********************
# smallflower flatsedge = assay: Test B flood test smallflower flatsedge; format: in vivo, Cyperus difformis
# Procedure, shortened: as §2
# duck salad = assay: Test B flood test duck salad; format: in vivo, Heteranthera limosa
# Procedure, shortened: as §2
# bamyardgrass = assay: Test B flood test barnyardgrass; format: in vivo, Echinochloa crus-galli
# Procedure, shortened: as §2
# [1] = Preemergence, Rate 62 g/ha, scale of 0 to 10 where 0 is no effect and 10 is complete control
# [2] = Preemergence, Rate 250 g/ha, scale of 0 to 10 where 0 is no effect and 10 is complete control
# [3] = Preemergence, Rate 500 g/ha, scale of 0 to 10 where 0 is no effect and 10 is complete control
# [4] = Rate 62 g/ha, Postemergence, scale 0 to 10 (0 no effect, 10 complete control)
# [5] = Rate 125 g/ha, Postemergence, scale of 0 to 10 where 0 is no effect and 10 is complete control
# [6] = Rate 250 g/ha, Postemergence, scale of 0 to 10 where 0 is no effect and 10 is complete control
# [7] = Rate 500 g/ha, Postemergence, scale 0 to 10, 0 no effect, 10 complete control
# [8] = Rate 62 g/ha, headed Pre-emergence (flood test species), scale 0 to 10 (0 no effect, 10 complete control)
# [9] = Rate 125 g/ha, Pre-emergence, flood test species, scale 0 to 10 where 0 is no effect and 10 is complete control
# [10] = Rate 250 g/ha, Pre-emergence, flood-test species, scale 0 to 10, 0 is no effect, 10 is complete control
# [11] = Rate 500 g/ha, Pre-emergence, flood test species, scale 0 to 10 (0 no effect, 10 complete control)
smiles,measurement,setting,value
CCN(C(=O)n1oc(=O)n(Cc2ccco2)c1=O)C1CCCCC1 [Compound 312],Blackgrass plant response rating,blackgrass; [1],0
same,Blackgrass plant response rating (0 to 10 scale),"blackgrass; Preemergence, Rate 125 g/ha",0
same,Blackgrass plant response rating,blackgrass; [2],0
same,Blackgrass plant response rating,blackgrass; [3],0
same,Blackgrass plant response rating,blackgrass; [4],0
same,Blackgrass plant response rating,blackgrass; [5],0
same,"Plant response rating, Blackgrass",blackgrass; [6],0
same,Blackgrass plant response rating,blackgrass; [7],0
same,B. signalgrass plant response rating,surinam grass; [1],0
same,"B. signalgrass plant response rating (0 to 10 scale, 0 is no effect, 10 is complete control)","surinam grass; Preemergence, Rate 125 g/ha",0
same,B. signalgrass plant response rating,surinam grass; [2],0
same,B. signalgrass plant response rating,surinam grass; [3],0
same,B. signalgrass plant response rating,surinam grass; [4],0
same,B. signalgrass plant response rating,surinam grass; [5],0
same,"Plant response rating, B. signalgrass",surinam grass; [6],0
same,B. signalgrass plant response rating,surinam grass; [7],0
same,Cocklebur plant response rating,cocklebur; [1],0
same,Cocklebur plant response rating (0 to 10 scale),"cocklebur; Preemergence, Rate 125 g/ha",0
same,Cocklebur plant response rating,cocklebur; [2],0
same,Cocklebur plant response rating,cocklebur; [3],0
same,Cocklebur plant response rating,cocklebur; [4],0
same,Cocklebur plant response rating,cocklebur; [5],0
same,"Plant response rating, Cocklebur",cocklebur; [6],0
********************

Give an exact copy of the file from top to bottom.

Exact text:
# smallflower flatsedge = assay: Test B flood test smallflower flatsedge; format: in vivo, Cyperus difformis
# Procedure, shortened: as §2
# duck salad = assay: Test B flood test duck salad; format: in vivo, Heteranthera limosa
# Procedure, shortened: as §2
# bamyardgrass = assay: Test B flood test barnyardgrass; format: in vivo, Echinochloa crus-galli
# Procedure, shortened: as §2
# [1] = Preemergence, Rate 62 g/ha, scale of 0 to 10 where 0 is no effect and 10 is complete control
# [2] = Preemergence, Rate 250 g/ha, scale of 0 to 10 where 0 is no effect and 10 is complete control
# [3] = Preemergence, Rate 500 g/ha, scale of 0 to 10 where 0 is no effect and 10 is complete control
# [4] = Rate 62 g/ha, Postemergence, scale 0 to 10 (0 no effect, 10 complete control)
# [5] = Rate 125 g/ha, Postemergence, scale of 0 to 10 where 0 is no effect and 10 is complete control
# [6] = Rate 250 g/ha, Postemergence, scale of 0 to 10 where 0 is no effect and 10 is complete control
# [7] = Rate 500 g/ha, Postemergence, scale 0 to 10, 0 no effect, 10 complete control
# [8] = Rate 62 g/ha, headed Pre-emergence (flood test species), scale 0 to 10 (0 no effect, 10 complete control)
# [9] = Rate 125 g/ha, Pre-emergence, flood test species, scale 0 to 10 where 0 is no effect and 10 is complete control
# [10] = Rate 250 g/ha, Pre-emergence, flood-test species, scale 0 to 10, 0 is no effect, 10 is complete control
# [11] = Rate 500 g/ha, Pre-emergence, flood test species, scale 0 to 10 (0 no effect, 10 complete control)
smiles,measurement,setting,value
CCN(C(=O)n1oc(=O)n(Cc2ccco2)c1=O)C1CCCCC1 [Compound 312],Blackgrass plant response rating,blackgrass; [1],0
same,Blackgrass plant response rating (0 to 10 scale),"blackgrass; Preemergence, Rate 125 g/ha",0
same,Blackgrass plant response rating,blackgrass; [2],0
same,Blackgrass plant response rating,blackgrass; [3],0
same,Blackgrass plant response rating,blackgrass; [4],0
same,Blackgrass plant response rating,blackgrass; [5],0
same,"Plant response rating, Blackgrass",blackgrass; [6],0
same,Blackgrass plant response rating,blackgrass; [7],0
same,B. signalgrass plant response rating,surinam grass; [1],0
same,"B. signalgrass plant response rating (0 to 10 scale, 0 is no effect, 10 is complete control)","surinam grass; Preemergence, Rate 125 g/ha",0
same,B. signalgrass plant response rating,surinam grass; [2],0
same,B. signalgrass plant response rating,surinam grass; [3],0
same,B. signalgrass plant response rating,surinam grass; [4],0
same,B. signalgrass plant response rating,surinam grass; [5],0
same,"Plant response rating, B. signalgrass",surinam grass; [6],0
same,B. signalgrass plant response rating,surinam grass; [7],0
same,Cocklebur plant response rating,cocklebur; [1],0
same,Cocklebur plant response rating (0 to 10 scale),"cocklebur; Preemergence, Rate 125 g/ha",0
same,Cocklebur plant response rating,cocklebur; [2],0
same,Cocklebur plant response rating,cocklebur; [3],0
same,Cocklebur plant response rating,cocklebur; [4],0
same,Cocklebur plant response rating,cocklebur; [5],0
same,"Plant response rating, Cocklebur",cocklebur; [6],0